how much to tell a child

Discussion in 'I care for a person with dementia' started by jellymac, Mar 7, 2015.

  1. jellymac

    jellymac Registered User

    Nov 29, 2014
    62
    West Midlands
    Hi.
    I just wanted to ask advice. I have a 6 year old daughter, who ive told very basic information about my moms Alzheimer's, such as it affects her memory and she forgets things. My mom has gone downhill quite a lot in the last couple of months, she crys quite a lot and she has very little memory. The last couple of weeks i think my daughter has been struggling with her feelings, she gets upset cause nanny doesnt really know who she is (my mom does recognised my dad, sister,brother and myself most of the time) and gets frustrated with my moms crying and behaviour. Ive tried to explain its all down to nannys Alzheimers but i know she finds it hard to understand (not surprisingly), how much is enough to tell a child? I want her to know enough so she can try to understand but i dont want to tell her too much so it upsets/scares her. Any advice would be great. Thank you
     
  2. marionq

    marionq Registered User

    Apr 24, 2013
    5,678
    Female
    Scotland
    Children are amazingly adaptable but dementia is a big ask for them to deal with. I would do as you have described and explain what is going on but I would also avoid exposing her to too much of her grandmother so that she won't just have memories of odd or unsettling behaviour.

    When my husband was at an earlier stage he could box and play football with our grandsons but now he has little coordination for these things. The boys can see that and don't expect anything of him anymore. They still have good memories though and that is the best you can hope for.
     
  3. Linbrusco

    Linbrusco Registered User

    Mar 4, 2013
    1,549
    Female
    Auckland...... New Zealand
    This is just me, but for a 6yo, you have probably told her as much as she can take in, without as you saying upsetting or scaring her.
    When my husband was diagnosed with a brain tumour 11 yrs ago my son was 6.5yrs.
    I told him the very basics. He didn't cope at all well with the change in the family dynamics, least of all seeing his Dad very sick going through chemotherapy and spending 20hrs out of the day sleeping.
    He had a lot of anger and agression, and I got help through his school social worker.
    Three times a week he was taken out of class for play therapy, and saw a counsellor.
    It took quite a while for that angry phase to pass, but don't know what I would have done otherwise. Our Cancer society helped me with counselling and support where the children were concerned.

    Does your daughter have something similar at school? Do you have support through the Alz Society?

    My children are now 12 & 17. Now with a Grandmother with Alzheimers, there experiences in life at a young age have certainly shaped them into mature, responsible and caring young adults.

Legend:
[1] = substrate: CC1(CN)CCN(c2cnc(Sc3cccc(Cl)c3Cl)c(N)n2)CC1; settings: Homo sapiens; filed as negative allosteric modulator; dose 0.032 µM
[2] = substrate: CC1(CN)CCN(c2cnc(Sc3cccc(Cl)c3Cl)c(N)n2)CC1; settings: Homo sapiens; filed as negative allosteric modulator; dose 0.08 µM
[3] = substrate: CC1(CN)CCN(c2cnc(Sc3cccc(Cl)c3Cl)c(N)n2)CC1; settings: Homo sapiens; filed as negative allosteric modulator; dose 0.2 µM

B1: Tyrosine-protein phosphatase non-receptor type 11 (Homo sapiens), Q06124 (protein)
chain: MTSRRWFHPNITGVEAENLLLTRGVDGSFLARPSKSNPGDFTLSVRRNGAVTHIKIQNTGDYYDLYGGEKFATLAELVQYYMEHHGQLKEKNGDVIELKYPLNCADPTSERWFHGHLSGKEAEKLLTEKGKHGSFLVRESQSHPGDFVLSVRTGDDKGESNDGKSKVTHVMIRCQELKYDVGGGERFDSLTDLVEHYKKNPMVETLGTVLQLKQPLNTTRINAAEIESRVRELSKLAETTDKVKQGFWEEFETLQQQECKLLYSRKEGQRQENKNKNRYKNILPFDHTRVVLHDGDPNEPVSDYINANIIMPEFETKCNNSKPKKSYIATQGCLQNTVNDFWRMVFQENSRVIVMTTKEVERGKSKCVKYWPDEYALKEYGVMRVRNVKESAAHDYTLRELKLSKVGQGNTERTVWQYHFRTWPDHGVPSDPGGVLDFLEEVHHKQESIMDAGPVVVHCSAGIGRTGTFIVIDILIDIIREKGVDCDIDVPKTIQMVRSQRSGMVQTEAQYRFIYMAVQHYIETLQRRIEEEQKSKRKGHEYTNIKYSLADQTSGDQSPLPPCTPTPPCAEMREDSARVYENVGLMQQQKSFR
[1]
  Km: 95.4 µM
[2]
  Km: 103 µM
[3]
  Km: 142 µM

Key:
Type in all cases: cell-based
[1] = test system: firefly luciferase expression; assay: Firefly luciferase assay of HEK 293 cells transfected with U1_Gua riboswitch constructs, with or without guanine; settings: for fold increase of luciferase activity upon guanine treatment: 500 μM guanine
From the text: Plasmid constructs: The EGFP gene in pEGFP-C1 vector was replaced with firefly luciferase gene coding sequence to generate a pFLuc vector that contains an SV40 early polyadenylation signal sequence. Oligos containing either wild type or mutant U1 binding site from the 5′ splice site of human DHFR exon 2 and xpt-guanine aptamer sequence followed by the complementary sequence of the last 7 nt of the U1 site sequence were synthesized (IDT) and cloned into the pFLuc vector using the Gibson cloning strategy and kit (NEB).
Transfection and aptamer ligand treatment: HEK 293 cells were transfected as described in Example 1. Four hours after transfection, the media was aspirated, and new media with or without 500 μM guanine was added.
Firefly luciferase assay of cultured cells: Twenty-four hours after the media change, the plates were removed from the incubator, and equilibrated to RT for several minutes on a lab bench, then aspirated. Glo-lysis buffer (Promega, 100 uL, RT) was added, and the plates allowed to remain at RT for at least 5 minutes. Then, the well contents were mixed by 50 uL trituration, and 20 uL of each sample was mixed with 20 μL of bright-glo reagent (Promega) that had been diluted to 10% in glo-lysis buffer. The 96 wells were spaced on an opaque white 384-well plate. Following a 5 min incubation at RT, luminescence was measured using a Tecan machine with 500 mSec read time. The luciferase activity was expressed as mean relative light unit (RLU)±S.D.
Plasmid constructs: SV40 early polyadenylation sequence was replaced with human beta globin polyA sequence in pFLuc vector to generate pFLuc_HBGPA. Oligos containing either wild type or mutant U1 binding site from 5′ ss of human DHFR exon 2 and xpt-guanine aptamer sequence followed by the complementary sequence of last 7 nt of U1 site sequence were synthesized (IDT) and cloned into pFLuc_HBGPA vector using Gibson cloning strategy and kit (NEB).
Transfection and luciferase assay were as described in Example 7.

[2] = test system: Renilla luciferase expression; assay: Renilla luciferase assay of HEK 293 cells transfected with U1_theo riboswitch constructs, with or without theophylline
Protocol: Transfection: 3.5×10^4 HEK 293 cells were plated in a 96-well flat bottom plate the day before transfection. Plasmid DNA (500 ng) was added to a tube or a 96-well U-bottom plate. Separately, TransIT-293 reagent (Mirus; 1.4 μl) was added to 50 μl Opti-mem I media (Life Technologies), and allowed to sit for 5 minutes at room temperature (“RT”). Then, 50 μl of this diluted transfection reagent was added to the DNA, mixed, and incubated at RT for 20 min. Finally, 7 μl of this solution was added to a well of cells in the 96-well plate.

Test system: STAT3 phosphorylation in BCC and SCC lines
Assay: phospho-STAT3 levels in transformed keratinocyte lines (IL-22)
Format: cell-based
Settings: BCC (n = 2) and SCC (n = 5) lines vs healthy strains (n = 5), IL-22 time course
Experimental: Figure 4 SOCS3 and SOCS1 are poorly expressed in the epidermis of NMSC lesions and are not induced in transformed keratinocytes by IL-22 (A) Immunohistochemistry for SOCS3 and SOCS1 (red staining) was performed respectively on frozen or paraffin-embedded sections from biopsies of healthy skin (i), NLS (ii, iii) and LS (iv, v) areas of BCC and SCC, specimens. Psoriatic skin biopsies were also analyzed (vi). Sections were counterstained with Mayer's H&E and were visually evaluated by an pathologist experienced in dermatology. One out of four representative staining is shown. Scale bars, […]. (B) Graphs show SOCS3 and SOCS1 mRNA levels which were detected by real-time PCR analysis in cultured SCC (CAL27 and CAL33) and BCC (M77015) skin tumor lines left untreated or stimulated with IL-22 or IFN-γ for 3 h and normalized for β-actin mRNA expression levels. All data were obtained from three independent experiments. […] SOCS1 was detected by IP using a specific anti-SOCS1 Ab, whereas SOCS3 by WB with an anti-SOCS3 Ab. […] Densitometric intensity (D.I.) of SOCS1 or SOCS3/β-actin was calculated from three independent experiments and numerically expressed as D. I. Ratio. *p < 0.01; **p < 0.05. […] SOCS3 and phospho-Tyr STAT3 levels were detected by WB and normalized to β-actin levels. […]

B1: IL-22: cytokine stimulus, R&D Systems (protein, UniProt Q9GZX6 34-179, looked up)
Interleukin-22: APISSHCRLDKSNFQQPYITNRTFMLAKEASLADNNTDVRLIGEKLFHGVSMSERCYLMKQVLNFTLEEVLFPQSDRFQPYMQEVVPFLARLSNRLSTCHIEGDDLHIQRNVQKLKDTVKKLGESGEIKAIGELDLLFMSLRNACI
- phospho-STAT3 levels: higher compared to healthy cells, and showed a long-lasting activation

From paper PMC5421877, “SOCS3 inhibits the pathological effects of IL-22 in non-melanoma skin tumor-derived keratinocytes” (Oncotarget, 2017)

4. henfenywfach

    henfenywfach Registered User

    May 23, 2013
    333
    rct
    Hi!..the dementia friends initative has information session geared towards children..there are activities that can be done and like with children if theres a game involved they understand complicated rules.

    Can i suggest you look on dementia friends.org.uk..or email them or ring them..
    Its hard when we are parents to know how much..when how honest and how emotionally they will cope.

    Its clearly our choice as parents as we know them best..what i can say is that when children are in school..they understand more and discuss more mature things than we think..
    Best wishes

    Sent from my GT-I9505 using Talking Point mobile app
     
  5. jellymac

    jellymac Registered User

    Nov 29, 2014
    62
    West Midlands
    Thank you all very much for your replies. Linbrusco I think her school does have a teacher that the pupils can talk to about different things concerning in/out of school, i'm not sure of her exact role but I'll find out on Monday, I think that would be a very good idea. Izzy thank you, I have ordered the factsheets today and I do like the look of the books as well, my daughter loves reading so that would probably be good. Marionq thank you, my daughter does see her fairly regularly although a lot of the time she is at school when im with my mom and dad. Its so hard isn't it, I work fri, sat, sun so the other 4 days I either have my mom to give my dad a break or I am at theirs to give my dad company. I desperately want to spend as much time as I can with my mom while she still remembers me and also to help my dad (he wont accept any outside help) but I do need to think about how my daughter copes. I also have a 22 month old daughter who is with me every day I see them, I have thought that she is too young to know any difference with my mom and she treats her the same as everyone else. Do you think this is ok?